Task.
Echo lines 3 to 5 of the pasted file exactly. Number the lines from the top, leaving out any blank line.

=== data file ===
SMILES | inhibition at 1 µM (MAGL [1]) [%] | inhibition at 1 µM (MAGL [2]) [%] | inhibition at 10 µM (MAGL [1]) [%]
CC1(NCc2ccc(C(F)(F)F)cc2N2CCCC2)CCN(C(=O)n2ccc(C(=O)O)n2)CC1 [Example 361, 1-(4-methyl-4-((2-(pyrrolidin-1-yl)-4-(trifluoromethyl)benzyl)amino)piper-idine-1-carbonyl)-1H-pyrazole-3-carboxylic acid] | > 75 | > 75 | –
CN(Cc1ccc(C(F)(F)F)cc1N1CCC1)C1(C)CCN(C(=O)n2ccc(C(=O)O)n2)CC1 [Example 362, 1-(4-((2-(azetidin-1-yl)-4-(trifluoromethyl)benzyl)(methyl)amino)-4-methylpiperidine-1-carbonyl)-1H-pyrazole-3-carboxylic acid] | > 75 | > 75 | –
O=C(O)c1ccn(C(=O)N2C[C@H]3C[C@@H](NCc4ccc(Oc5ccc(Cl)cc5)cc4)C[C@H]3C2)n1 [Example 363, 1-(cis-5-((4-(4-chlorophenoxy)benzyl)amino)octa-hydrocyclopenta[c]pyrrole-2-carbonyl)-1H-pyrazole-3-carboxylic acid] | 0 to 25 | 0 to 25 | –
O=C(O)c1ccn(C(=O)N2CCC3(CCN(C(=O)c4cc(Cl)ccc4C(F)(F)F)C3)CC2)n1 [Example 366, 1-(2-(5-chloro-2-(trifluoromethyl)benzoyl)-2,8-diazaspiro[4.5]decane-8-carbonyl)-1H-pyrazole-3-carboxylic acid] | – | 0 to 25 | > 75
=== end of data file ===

CN(Cc1ccc(C(F)(F)F)cc1N1CCC1)C1(C)CCN(C(=O)n2ccc(C(=O)O)n2)CC1 [Example 362, 1-(4-((2-(azetidin-1-yl)-4-(trifluoromethyl)benzyl)(methyl)amino)-4-methylpiperidine-1-carbonyl)-1H-pyrazole-3-carboxylic acid] | > 75 | > 75 | –
O=C(O)c1ccn(C(=O)N2C[C@H]3C[C@@H](NCc4ccc(Oc5ccc(Cl)cc5)cc4)C[C@H]3C2)n1 [Example 363, 1-(cis-5-((4-(4-chlorophenoxy)benzyl)amino)octa-hydrocyclopenta[c]pyrrole-2-carbonyl)-1H-pyrazole-3-carboxylic acid] | 0 to 25 | 0 to 25 | –
O=C(O)c1ccn(C(=O)N2CCC3(CCN(C(=O)c4cc(Cl)ccc4C(F)(F)F)C3)CC2)n1 [Example 366, 1-(2-(5-chloro-2-(trifluoromethyl)benzoyl)-2,8-diazaspiro[4.5]decane-8-carbonyl)-1H-pyrazole-3-carboxylic acid] | – | 0 to 25 | > 75